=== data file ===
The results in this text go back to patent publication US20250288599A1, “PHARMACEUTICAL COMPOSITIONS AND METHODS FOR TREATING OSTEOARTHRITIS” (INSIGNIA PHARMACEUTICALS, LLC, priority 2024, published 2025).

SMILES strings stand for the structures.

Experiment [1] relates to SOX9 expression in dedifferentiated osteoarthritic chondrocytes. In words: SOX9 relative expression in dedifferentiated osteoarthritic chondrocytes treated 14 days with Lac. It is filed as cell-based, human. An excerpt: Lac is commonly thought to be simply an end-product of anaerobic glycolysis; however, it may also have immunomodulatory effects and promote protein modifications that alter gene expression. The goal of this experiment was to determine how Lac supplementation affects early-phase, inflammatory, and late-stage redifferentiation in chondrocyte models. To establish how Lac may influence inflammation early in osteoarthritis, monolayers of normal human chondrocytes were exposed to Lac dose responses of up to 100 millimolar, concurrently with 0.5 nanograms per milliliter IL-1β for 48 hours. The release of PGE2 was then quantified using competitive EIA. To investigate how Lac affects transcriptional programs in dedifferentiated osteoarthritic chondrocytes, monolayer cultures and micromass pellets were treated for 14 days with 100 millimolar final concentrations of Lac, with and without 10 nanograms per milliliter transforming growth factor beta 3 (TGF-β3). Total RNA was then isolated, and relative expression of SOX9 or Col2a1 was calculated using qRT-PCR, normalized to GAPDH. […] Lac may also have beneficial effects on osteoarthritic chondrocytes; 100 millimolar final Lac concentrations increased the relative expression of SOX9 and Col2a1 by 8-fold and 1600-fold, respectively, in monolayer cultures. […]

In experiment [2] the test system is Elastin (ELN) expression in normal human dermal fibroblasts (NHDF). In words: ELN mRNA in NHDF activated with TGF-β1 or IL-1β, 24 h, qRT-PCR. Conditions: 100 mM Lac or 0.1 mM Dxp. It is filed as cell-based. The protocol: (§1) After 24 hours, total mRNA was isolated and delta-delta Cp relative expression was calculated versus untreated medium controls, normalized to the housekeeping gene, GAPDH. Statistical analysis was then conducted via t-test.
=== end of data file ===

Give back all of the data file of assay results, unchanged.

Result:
The results in this text go back to patent publication US20250288599A1, “PHARMACEUTICAL COMPOSITIONS AND METHODS FOR TREATING OSTEOARTHRITIS” (INSIGNIA PHARMACEUTICALS, LLC, priority 2024, published 2025).

SMILES strings stand for the structures.

Experiment [1] relates to SOX9 expression in dedifferentiated osteoarthritic chondrocytes. In words: SOX9 relative expression in dedifferentiated osteoarthritic chondrocytes treated 14 days with Lac. It is filed as cell-based, human. An excerpt: Lac is commonly thought to be simply an end-product of anaerobic glycolysis; however, it may also have immunomodulatory effects and promote protein modifications that alter gene expression. The goal of this experiment was to determine how Lac supplementation affects early-phase, inflammatory, and late-stage redifferentiation in chondrocyte models. To establish how Lac may influence inflammation early in osteoarthritis, monolayers of normal human chondrocytes were exposed to Lac dose responses of up to 100 millimolar, concurrently with 0.5 nanograms per milliliter IL-1β for 48 hours. The release of PGE2 was then quantified using competitive EIA. To investigate how Lac affects transcriptional programs in dedifferentiated osteoarthritic chondrocytes, monolayer cultures and micromass pellets were treated for 14 days with 100 millimolar final concentrations of Lac, with and without 10 nanograms per milliliter transforming growth factor beta 3 (TGF-β3). Total RNA was then isolated, and relative expression of SOX9 or Col2a1 was calculated using qRT-PCR, normalized to GAPDH. […] Lac may also have beneficial effects on osteoarthritic chondrocytes; 100 millimolar final Lac concentrations increased the relative expression of SOX9 and Col2a1 by 8-fold and 1600-fold, respectively, in monolayer cultures. […]

In experiment [2] the test system is Elastin (ELN) expression in normal human dermal fibroblasts (NHDF). In words: ELN mRNA in NHDF activated with TGF-β1 or IL-1β, 24 h, qRT-PCR. Conditions: 100 mM Lac or 0.1 mM Dxp. It is filed as cell-based. The protocol: (§1) After 24 hours, total mRNA was isolated and delta-delta Cp relative expression was calculated versus untreated medium controls, normalized to the housekeeping gene, GAPDH. Statistical analysis was then conducted via t-test.